#### The whole training sets(how well are you doing on the worst example in your traning set)

Functional margin wrt training set:

$\hat\gamma = \min_i \hat\gamma^{(i)}$

we assume the training set is linearly separable

One thing the functional margin has is it can be treated by just scaling the parameters.
In $$\hat\gamma^{(i)} = y^{(i)}(w^Tx^{(i)} + b)$$, we can just simply scale w and b to get the functional margin scale same times. But it doesn't change any decision boundary. Doesn't do any better in classification.

So we can do

\begin{aligned} &\|\omega\| =1 \\ &(\omega, b) \rightarrow\left(\frac{\omega}{\| \omega||} \frac{b}{\lfloor\omega \|}\right) \end{aligned}

to prevent such cheating.

### Geometric Margin

To find the functional margin, let's define the geometric margin. Geometric margin is defined as the Euclidean distance from the point we classifying to the line.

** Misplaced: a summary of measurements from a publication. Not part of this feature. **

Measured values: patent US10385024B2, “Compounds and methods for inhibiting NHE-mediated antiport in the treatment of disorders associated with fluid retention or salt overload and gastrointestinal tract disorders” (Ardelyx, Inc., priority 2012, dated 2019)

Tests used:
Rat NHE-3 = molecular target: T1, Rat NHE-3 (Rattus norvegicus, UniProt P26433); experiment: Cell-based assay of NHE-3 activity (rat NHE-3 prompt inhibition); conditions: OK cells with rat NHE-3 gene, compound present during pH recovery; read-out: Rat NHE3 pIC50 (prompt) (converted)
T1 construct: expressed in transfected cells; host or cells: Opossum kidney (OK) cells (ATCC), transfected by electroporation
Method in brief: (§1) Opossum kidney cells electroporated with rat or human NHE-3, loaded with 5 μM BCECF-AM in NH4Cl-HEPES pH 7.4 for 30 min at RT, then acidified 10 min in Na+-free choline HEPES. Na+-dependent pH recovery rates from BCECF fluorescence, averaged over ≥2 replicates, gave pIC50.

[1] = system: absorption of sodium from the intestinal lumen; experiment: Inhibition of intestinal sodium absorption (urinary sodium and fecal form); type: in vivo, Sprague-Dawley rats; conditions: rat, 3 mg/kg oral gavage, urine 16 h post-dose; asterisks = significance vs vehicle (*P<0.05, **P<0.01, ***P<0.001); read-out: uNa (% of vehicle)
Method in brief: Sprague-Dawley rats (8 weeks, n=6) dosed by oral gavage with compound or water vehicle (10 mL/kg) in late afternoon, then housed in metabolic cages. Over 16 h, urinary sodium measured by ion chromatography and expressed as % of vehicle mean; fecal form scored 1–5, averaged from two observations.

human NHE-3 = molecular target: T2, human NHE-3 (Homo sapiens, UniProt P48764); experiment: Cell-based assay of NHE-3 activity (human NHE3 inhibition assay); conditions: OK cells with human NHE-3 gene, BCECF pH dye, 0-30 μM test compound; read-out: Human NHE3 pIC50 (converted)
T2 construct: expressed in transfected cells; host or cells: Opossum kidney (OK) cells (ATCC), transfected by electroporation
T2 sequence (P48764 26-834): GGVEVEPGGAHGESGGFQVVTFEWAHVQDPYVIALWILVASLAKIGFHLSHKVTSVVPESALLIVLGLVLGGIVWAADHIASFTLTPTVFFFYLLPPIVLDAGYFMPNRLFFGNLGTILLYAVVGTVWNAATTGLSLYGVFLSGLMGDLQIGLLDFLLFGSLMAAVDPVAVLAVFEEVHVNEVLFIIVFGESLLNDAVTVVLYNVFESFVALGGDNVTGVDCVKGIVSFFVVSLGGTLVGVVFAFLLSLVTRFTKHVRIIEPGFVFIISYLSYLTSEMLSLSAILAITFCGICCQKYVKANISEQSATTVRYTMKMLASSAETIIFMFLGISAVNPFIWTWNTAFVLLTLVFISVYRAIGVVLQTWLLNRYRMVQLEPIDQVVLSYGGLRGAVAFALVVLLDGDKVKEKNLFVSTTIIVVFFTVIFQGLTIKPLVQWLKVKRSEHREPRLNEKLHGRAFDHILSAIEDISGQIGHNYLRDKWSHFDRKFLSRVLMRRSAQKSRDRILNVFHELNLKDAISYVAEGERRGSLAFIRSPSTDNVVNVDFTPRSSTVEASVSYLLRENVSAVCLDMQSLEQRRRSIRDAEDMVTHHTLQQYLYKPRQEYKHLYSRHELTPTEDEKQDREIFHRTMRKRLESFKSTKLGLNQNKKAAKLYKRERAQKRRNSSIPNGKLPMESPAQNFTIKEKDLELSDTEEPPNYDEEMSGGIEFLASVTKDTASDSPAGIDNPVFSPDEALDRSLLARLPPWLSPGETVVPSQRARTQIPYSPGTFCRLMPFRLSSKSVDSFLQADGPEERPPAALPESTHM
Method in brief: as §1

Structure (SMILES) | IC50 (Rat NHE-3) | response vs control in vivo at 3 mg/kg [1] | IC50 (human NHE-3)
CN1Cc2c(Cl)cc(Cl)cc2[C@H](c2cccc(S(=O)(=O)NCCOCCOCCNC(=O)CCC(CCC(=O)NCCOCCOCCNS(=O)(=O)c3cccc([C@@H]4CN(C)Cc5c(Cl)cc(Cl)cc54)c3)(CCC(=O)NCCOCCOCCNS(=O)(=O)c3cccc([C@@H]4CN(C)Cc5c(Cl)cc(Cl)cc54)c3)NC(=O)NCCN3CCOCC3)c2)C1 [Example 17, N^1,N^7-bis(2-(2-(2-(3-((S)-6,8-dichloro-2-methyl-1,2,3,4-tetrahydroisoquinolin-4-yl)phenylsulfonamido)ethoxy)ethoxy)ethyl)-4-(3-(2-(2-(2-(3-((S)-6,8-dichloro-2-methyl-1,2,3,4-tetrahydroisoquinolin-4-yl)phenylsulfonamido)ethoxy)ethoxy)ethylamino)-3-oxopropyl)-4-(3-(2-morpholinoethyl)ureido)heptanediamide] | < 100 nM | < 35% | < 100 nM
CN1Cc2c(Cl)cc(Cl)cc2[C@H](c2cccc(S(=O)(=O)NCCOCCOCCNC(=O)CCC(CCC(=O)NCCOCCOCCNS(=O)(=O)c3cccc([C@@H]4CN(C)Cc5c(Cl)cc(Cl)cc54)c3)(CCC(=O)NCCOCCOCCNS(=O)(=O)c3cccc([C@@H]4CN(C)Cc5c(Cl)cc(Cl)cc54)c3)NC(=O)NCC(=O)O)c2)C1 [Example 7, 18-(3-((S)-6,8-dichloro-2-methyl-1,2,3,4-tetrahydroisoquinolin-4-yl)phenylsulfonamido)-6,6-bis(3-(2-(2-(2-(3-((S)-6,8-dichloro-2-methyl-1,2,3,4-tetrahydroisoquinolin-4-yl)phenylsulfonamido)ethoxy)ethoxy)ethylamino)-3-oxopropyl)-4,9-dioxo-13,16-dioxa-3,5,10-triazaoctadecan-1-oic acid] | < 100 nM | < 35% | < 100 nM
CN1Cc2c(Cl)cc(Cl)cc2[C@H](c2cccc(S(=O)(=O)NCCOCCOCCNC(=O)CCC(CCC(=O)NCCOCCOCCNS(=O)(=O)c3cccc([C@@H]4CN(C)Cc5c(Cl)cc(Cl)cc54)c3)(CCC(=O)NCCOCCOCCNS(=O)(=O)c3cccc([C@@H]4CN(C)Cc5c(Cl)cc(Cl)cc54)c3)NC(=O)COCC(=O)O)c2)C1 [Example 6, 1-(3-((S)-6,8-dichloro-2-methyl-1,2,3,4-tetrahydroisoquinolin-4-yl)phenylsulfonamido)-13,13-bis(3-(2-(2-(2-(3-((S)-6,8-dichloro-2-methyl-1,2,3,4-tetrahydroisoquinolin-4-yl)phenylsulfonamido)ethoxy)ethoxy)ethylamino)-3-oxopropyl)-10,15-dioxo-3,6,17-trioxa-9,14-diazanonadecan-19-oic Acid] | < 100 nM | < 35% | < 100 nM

Geometric margin of hyperplane (w,b) with respect to $$(x^{(i)}, y^{(i )})$$

$y^{(i)}=\frac{\omega^{\top} x^{(i)}+b}{\|\omega\|}$

### The relation between geometric($$\gamma^{(i)}$$) & functional margin($$\gamma^{(i)}/||w||$$)

$\gamma = \min_i \gamma^{(i)}$

### Optimal Margin Classifier

Choose w,b to maximize the \gamma

The optimal margin classifier is the baby SVM.

We want to have

$\max_{\gamma,w,b} \gamma$ $s.t. \frac{y^{(i)}\left(\omega^{\top} x^{(1)}+b\right)}{\|\omega\|} \geq \gamma \quad i=1, \ldots, m$

We want to set Gamma as big as possible, which means we are maximizing the worst-case geometric margin.
Such problem is a convex optimization problem, it is difficult to solve it without gradient descent and initially known local optima and so on.

After several steps, we can rewrite the formula to the following:

$\min_{w,b} ||w||^2$ $s.t. y^{(i)}(w^Tx^{(i)} + b) \geq 1$

s.t.: subject to